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is the highest point on Antipodes Island, one of New Zealand
New Zealand is an island country in the south-western Pacific Ocean comprising two main landmasses and numerous smaller islands. The country is situated some east of Australia across the Tasman Sea, and roughly south of the Pacific island nations of New Caledonia, Fiji, and Tonga...
's outlying islands
The New Zealand outlying islands comprise nine island groups, located in the subtropics and subantarctic, which are part of New Zealand but lie outside of the New Zealand continental shelf. Although considered as integral parts of New Zealand, seven of the nine island groups are not part of any...
. It rises to a height on 402 metres (1319 ft). It is said to be the most recently active volcano, but there is no exact eruption date known 
. Mount Galloway together with Mount Waterhouse are probably formed during the most recent eruption. They are at least as old as the Holocene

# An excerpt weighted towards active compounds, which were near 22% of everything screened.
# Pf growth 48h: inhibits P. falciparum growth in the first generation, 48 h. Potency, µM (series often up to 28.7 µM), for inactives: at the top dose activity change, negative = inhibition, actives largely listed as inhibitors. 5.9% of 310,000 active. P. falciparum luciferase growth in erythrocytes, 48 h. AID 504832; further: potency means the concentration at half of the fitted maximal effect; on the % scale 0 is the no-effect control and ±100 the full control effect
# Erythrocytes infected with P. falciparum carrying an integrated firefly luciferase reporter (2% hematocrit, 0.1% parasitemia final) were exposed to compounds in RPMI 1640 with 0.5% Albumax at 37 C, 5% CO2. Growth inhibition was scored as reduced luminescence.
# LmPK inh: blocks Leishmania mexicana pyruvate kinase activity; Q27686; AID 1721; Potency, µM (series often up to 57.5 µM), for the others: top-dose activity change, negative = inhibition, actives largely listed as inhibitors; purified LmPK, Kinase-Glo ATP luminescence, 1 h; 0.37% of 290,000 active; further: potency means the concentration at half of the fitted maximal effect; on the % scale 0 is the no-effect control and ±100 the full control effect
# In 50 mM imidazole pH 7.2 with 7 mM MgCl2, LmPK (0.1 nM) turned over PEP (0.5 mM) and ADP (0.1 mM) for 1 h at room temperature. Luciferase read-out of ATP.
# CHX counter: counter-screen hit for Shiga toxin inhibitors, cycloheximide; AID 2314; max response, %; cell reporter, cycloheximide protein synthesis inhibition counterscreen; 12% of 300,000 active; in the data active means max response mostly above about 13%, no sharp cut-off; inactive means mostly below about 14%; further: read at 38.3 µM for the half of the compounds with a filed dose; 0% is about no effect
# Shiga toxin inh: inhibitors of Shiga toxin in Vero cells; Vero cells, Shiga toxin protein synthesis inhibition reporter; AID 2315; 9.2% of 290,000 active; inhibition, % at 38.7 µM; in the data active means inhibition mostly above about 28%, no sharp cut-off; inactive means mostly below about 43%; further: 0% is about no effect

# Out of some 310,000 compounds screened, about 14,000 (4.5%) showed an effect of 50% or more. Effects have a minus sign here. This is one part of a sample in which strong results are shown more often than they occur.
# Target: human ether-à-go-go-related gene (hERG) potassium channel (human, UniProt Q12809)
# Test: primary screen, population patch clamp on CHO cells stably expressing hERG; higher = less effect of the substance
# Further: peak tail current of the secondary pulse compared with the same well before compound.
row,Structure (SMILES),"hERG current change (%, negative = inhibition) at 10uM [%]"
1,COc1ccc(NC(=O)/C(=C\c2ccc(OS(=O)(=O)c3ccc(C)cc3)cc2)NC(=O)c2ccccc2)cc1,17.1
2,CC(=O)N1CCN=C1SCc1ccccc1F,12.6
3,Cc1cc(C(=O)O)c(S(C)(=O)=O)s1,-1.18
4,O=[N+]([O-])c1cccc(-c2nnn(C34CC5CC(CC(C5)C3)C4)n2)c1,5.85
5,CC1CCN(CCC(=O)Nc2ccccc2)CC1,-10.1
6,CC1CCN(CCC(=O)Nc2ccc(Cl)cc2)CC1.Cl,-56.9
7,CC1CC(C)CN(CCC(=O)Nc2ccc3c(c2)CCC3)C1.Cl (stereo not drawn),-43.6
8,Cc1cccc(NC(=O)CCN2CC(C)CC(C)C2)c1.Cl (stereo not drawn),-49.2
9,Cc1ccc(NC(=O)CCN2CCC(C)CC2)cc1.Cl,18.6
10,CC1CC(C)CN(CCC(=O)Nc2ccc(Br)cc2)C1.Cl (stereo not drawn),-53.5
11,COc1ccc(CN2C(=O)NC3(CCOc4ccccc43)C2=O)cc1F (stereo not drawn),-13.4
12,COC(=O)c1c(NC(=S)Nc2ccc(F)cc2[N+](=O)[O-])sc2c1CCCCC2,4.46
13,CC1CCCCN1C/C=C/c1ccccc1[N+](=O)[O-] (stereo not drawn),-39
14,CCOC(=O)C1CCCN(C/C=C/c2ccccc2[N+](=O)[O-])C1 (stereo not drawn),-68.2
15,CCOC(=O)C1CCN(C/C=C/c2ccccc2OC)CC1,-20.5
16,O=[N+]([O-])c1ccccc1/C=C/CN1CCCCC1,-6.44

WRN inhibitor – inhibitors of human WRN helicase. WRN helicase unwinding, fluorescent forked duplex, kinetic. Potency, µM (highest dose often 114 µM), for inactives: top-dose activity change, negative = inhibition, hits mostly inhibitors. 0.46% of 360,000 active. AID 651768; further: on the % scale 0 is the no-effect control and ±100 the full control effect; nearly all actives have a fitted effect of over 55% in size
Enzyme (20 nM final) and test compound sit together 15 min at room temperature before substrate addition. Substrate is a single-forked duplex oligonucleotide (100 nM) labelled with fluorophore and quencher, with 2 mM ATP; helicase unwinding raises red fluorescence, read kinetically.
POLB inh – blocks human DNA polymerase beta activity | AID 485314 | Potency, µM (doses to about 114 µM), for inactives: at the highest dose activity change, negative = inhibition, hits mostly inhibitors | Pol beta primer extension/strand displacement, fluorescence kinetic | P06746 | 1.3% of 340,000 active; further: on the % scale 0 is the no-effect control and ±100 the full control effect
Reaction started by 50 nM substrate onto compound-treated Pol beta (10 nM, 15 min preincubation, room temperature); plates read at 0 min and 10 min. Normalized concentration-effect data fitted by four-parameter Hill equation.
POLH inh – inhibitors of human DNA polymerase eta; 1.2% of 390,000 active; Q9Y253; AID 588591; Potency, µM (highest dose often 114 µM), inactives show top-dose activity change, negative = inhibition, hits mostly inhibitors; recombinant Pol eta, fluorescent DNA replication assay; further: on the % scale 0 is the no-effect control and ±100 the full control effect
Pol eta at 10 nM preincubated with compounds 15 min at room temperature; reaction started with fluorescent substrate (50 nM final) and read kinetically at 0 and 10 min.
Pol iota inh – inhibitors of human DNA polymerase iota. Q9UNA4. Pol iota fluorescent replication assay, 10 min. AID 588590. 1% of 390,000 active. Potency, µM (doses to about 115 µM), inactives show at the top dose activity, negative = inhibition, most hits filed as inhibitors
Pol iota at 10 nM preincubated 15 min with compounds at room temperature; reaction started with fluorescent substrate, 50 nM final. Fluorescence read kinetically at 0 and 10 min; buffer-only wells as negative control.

The Holocene is a geological epoch which began at the end of the Pleistocene and continues to the present. The Holocene is part of the Quaternary period. Its name comes from the Greek words and , meaning "entirely recent"...
Mount Galloway is situated on the western side of the main island of the Antipodes group. It is a bold round-topped hill as determined by Captain Fairchild (1834-1898). About this Captain Fairchild is written: "Probably no man was better acquainted with the coasts and harbours of New Zealand, more popular or widely respected". Chapman reached the summit of Mount Galloway in 1903 and describes it as "[c]lear ground, matted with Pleurophyllum
and low-growing Ligusticum
. Owing to fog we failed to see a clear lake said to exist there. There was a good deal of flat ground up there, which was literally alive with albatross
Albatrosses, of the biological family Diomedeidae, are large seabirds allied to the procellariids, storm-petrels and diving-petrels in the order Procellariiformes . They range widely in the Southern Ocean and the North Pacific...
W. Dougall saw this small lake of approximately 13 acres (52,609.2 m²) on the top of Mt Galloway
The largest of three species of Coprosma
plants is confined to Mt Galloway. This mountain is also the home of the small yellow-headed parroquet (Platycercus novae-zelandiae